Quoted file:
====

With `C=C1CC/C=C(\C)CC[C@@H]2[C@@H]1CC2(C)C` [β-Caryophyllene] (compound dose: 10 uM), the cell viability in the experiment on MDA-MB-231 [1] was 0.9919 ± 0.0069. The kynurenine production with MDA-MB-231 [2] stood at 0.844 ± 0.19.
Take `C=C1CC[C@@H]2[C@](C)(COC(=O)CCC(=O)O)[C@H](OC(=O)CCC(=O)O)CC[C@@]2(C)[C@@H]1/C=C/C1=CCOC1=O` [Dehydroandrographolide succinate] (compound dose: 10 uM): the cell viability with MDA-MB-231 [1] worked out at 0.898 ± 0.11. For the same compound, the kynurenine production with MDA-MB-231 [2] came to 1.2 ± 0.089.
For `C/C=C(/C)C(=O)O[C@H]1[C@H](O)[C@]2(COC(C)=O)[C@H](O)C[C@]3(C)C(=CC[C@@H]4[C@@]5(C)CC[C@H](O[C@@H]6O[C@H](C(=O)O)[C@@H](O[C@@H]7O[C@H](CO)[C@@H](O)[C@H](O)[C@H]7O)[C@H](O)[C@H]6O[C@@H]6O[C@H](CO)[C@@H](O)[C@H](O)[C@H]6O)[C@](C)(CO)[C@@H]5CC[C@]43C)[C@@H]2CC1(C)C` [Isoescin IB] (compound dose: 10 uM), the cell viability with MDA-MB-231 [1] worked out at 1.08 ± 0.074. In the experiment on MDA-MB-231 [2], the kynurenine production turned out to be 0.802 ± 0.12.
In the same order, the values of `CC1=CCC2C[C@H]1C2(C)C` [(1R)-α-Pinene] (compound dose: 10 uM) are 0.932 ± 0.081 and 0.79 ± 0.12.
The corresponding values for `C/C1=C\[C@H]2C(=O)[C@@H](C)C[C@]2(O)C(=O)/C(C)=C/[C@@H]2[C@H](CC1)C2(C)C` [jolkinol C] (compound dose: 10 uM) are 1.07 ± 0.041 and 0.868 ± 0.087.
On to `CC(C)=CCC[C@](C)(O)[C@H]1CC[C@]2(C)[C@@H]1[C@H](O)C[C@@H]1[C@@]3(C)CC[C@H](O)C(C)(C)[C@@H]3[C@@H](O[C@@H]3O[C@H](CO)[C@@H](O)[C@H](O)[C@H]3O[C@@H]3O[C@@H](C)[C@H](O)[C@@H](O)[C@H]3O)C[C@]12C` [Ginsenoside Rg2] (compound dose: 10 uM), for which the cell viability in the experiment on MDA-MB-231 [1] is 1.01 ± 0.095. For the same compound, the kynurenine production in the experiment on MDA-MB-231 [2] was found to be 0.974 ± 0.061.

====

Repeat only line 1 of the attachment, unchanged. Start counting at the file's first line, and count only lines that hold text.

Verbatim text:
With `C=C1CC/C=C(\C)CC[C@@H]2[C@@H]1CC2(C)C` [β-Caryophyllene] (compound dose: 10 uM), the cell viability in the experiment on MDA-MB-231 [1] was 0.9919 ± 0.0069. The kynurenine production with MDA-MB-231 [2] stood at 0.844 ± 0.19.